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What makes malware "sophisticated"?

Sat, 25 Apr 2015 11:46AM

Category: Cyber Security & Threat Management

Written by Sarah | No comments

Most new articles on high profile cyberattacks call these attacks sophisticated, but are they really? At the RSA 2015 conference a few days ago, researchers Ira Winkler and Araceli Treu Gomes, wrote ‘the Irari rules for declaring a cyberattack sophisticated’. The summary article can be found here, and the conference slide pack here. The main message is just because the cyber attackers managed a large successful attack (such as the Sony breach), does not make it sophisticated. Sophisticated means it defeated security defences and was undetected until perhaps too late. We don’t call a burglar sophisticated if they managed to steal everything valuable out of a building if the doors where left unlocked, the codes for the vault were written on a post-it above it and the security alarms were easily turned off. Therefore, just because a piece of malware was able to wipe out all computers, exfiltrate a huge amount of data, commit fraud and cause all sorts of damage does not mean it did anything clever – it may mean that the victim just had poor security controls.

So really, the Irari rules are a check-list for malware security controls. If all the controls are in place and a piece of malware still manages to get in – only then is it sophisticated. Some examples of the types of malware controls that every business should have, no matter how big or small, are:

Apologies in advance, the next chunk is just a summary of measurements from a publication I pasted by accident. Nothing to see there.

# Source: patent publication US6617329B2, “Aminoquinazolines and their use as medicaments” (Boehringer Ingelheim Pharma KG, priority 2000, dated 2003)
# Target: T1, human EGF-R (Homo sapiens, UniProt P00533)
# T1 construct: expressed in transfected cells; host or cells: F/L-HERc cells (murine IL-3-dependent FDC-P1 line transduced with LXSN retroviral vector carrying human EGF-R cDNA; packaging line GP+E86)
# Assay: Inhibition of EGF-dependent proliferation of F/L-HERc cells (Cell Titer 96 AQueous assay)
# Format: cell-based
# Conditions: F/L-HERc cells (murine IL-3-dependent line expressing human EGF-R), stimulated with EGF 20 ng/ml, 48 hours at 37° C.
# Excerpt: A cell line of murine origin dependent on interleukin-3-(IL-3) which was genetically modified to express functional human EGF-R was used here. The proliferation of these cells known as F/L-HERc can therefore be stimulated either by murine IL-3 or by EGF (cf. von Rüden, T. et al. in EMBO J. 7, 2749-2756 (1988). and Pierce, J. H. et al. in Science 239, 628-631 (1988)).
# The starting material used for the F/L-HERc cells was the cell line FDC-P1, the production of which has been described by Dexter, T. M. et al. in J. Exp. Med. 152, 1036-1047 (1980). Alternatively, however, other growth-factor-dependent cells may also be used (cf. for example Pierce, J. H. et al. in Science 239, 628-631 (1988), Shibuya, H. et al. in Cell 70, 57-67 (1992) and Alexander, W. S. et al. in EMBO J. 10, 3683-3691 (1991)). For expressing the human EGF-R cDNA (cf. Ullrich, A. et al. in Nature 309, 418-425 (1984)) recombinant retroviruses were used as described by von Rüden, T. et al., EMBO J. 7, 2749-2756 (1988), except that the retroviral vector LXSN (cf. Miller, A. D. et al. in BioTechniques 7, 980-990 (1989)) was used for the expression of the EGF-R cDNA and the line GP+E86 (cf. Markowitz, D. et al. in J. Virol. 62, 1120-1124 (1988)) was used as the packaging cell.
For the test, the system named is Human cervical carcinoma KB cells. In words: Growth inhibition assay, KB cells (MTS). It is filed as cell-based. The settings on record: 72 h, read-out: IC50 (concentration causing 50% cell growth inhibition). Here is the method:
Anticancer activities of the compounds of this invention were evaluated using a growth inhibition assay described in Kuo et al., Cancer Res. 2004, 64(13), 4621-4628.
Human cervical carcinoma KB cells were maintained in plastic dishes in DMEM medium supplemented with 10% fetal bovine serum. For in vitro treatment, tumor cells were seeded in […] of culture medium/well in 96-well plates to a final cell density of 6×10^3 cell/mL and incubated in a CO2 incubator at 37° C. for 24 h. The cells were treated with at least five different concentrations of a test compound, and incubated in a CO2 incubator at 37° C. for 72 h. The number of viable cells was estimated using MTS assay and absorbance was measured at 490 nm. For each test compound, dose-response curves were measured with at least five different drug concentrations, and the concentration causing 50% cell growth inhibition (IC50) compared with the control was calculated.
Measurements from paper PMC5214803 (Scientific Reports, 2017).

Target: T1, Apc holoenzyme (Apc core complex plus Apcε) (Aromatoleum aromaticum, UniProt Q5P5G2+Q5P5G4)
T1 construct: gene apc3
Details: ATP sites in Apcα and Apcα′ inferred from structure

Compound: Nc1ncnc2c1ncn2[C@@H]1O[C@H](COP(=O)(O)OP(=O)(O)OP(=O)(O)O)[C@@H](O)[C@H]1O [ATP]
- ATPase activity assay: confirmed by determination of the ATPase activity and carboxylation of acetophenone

• Anti malware software. This includes things like endpoint protection on employee workstations and servers (anti-virus as a minimum); network protection; malicious email scanning etc.
  • Two factor authentication and strong password management; especially for the things that are important and attackers would like to get their hands on
  • Proper network segregation and network intrusion software
  • Vulnerability and patch management on workstations and servers
  • Segregation of duties for staff (i.e. someone cannot change something important and also approve it at the same time) as well as having the minimum privileges that they need to do their job
  • User training, e.g. on phishing

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